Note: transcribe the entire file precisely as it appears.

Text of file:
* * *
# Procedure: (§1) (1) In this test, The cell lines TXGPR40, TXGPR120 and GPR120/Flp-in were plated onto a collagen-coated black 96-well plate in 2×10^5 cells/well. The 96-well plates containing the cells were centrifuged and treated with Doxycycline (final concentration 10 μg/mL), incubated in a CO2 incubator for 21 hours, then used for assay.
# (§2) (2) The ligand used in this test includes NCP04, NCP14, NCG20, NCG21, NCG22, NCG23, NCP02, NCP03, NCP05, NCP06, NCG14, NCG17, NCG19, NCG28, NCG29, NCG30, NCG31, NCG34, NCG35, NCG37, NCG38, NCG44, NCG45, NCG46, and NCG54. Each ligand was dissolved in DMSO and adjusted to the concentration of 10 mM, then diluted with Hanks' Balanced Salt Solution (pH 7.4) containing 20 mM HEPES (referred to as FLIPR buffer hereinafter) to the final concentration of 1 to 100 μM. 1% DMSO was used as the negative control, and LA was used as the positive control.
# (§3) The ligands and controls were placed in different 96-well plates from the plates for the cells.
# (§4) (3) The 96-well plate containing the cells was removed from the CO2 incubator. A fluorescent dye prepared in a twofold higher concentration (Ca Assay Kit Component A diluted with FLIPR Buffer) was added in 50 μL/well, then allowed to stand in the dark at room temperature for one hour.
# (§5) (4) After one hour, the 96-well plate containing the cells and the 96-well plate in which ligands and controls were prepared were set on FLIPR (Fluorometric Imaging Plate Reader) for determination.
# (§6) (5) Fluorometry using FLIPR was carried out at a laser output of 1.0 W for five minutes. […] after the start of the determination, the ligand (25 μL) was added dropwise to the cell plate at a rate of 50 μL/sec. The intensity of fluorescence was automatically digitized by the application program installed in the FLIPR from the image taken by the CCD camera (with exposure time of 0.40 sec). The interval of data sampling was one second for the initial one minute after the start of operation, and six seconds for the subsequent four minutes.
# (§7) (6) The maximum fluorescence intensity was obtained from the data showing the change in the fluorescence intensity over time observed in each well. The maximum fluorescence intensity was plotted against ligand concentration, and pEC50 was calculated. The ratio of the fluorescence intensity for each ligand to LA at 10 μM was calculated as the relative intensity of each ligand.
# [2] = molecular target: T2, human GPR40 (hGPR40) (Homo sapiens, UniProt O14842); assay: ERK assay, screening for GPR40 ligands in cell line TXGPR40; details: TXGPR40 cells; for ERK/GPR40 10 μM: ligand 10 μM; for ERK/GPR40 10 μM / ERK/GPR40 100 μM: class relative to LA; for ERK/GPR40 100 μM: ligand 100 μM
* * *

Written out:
# Procedure: (§1) (1) In this test, The cell lines TXGPR40, TXGPR120 and GPR120/Flp-in were plated onto a collagen-coated black 96-well plate in 2×10^5 cells/well. The 96-well plates containing the cells were centrifuged and treated with Doxycycline (final concentration 10 μg/mL), incubated in a CO2 incubator for 21 hours, then used for assay.
# (§2) (2) The ligand used in this test includes NCP04, NCP14, NCG20, NCG21, NCG22, NCG23, NCP02, NCP03, NCP05, NCP06, NCG14, NCG17, NCG19, NCG28, NCG29, NCG30, NCG31, NCG34, NCG35, NCG37, NCG38, NCG44, NCG45, NCG46, and NCG54. Each ligand was dissolved in DMSO and adjusted to the concentration of 10 mM, then diluted with Hanks' Balanced Salt Solution (pH 7.4) containing 20 mM HEPES (referred to as FLIPR buffer hereinafter) to the final concentration of 1 to 100 μM. 1% DMSO was used as the negative control, and LA was used as the positive control.
# (§3) The ligands and controls were placed in different 96-well plates from the plates for the cells.
# (§4) (3) The 96-well plate containing the cells was removed from the CO2 incubator. A fluorescent dye prepared in a twofold higher concentration (Ca Assay Kit Component A diluted with FLIPR Buffer) was added in 50 μL/well, then allowed to stand in the dark at room temperature for one hour.
# (§5) (4) After one hour, the 96-well plate containing the cells and the 96-well plate in which ligands and controls were prepared were set on FLIPR (Fluorometric Imaging Plate Reader) for determination.
# (§6) (5) Fluorometry using FLIPR was carried out at a laser output of 1.0 W for five minutes. […] after the start of the determination, the ligand (25 μL) was added dropwise to the cell plate at a rate of 50 μL/sec. The intensity of fluorescence was automatically digitized by the application program installed in the FLIPR from the image taken by the CCD camera (with exposure time of 0.40 sec). The interval of data sampling was one second for the initial one minute after the start of operation, and six seconds for the subsequent four minutes.
# (§7) (6) The maximum fluorescence intensity was obtained from the data showing the change in the fluorescence intensity over time observed in each well. The maximum fluorescence intensity was plotted against ligand concentration, and pEC50 was calculated. The ratio of the fluorescence intensity for each ligand to LA at 10 μM was calculated as the relative intensity of each ligand.
# [2] = molecular target: T2, human GPR40 (hGPR40) (Homo sapiens, UniProt O14842); assay: ERK assay, screening for GPR40 ligands in cell line TXGPR40; details: TXGPR40 cells; for ERK/GPR40 10 μM: ligand 10 μM; for ERK/GPR40 10 μM / ERK/GPR40 100 μM: class relative to LA; for ERK/GPR40 100 μM: ligand 100 μM